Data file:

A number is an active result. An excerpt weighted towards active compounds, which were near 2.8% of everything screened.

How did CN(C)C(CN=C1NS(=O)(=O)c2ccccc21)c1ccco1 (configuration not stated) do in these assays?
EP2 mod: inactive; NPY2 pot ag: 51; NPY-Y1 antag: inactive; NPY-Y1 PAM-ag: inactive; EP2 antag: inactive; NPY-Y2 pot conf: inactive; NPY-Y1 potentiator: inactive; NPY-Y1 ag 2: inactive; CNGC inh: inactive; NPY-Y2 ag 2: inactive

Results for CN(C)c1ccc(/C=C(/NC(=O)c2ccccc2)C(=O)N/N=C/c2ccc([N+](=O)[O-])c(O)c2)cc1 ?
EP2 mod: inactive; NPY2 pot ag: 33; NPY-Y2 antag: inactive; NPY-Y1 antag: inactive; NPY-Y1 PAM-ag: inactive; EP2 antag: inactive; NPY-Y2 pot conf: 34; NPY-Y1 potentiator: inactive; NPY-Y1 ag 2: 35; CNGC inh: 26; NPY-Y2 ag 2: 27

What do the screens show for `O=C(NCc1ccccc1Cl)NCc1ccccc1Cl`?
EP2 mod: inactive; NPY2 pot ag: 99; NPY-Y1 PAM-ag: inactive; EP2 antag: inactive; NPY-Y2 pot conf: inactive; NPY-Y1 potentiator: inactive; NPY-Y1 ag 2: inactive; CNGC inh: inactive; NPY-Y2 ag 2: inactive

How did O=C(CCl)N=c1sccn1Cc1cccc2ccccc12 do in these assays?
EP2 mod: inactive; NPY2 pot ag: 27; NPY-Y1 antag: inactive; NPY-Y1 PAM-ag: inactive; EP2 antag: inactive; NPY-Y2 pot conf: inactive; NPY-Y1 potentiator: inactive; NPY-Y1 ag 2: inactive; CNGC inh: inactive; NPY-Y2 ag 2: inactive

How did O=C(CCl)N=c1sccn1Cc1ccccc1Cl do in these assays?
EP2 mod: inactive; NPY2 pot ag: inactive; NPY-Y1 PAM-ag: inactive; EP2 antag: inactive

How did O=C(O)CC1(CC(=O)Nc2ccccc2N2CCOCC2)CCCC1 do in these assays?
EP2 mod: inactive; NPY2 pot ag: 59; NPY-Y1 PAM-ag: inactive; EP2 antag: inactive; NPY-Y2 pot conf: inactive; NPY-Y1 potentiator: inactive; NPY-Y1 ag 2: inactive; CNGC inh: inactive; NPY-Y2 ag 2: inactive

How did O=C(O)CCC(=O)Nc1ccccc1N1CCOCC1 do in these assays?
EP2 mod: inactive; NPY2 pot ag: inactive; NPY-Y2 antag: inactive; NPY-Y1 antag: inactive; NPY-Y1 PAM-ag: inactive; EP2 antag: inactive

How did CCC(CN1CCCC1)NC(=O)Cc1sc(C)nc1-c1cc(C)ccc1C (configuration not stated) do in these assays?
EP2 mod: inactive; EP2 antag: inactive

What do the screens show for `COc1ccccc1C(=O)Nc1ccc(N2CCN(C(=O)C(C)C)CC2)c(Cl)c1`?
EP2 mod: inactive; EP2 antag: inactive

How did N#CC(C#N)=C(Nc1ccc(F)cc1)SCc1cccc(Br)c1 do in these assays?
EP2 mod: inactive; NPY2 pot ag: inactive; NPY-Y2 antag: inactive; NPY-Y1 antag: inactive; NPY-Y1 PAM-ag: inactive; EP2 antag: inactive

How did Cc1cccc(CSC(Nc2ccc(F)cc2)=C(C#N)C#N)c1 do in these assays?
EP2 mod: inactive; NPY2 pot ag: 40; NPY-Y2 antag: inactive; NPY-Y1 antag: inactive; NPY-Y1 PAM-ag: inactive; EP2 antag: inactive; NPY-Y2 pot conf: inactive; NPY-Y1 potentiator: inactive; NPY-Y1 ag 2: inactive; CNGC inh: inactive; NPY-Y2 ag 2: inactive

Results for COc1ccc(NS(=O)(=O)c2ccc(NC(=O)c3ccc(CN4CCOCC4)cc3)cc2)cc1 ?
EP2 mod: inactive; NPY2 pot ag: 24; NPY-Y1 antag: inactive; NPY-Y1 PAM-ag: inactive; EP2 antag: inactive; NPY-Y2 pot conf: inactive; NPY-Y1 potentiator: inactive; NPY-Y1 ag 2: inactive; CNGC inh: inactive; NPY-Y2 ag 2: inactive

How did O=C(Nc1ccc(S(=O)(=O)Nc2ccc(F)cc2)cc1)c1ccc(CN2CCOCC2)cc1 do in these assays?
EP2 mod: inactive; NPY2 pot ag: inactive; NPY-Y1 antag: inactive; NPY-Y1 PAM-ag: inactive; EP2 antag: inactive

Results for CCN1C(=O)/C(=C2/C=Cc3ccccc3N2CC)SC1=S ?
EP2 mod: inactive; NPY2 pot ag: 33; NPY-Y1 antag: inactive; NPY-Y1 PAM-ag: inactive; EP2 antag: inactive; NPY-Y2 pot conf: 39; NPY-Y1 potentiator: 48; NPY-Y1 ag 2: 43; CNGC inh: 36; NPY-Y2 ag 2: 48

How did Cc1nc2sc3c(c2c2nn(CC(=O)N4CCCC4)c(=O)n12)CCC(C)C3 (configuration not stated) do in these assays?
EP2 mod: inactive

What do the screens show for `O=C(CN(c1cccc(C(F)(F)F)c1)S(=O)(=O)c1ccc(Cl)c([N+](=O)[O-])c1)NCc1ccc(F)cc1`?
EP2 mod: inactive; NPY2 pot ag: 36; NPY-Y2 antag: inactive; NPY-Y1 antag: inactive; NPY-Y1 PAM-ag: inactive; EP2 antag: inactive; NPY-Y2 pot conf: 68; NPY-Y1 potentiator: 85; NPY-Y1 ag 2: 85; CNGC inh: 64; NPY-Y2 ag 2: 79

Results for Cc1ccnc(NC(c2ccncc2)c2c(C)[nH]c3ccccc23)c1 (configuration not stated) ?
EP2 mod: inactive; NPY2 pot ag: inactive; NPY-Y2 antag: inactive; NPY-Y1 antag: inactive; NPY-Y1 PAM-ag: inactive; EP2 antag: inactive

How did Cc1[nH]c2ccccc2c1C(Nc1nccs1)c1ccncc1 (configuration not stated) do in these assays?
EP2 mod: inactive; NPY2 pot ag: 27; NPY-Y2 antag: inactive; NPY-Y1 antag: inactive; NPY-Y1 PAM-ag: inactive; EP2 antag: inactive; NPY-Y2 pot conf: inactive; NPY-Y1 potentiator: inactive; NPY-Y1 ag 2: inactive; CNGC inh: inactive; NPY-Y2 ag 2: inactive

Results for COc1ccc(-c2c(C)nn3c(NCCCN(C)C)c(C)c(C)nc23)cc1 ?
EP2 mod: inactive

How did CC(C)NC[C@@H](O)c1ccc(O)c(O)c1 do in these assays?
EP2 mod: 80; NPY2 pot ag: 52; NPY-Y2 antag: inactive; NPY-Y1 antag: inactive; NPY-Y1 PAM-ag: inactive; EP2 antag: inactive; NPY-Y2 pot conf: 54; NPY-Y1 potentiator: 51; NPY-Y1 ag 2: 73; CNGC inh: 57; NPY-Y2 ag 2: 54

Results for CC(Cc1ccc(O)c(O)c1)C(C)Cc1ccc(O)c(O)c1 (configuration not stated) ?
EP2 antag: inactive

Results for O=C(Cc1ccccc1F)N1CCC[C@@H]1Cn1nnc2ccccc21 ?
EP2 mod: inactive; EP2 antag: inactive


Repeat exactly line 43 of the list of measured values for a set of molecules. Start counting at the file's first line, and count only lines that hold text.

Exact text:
EP2 antag: inactive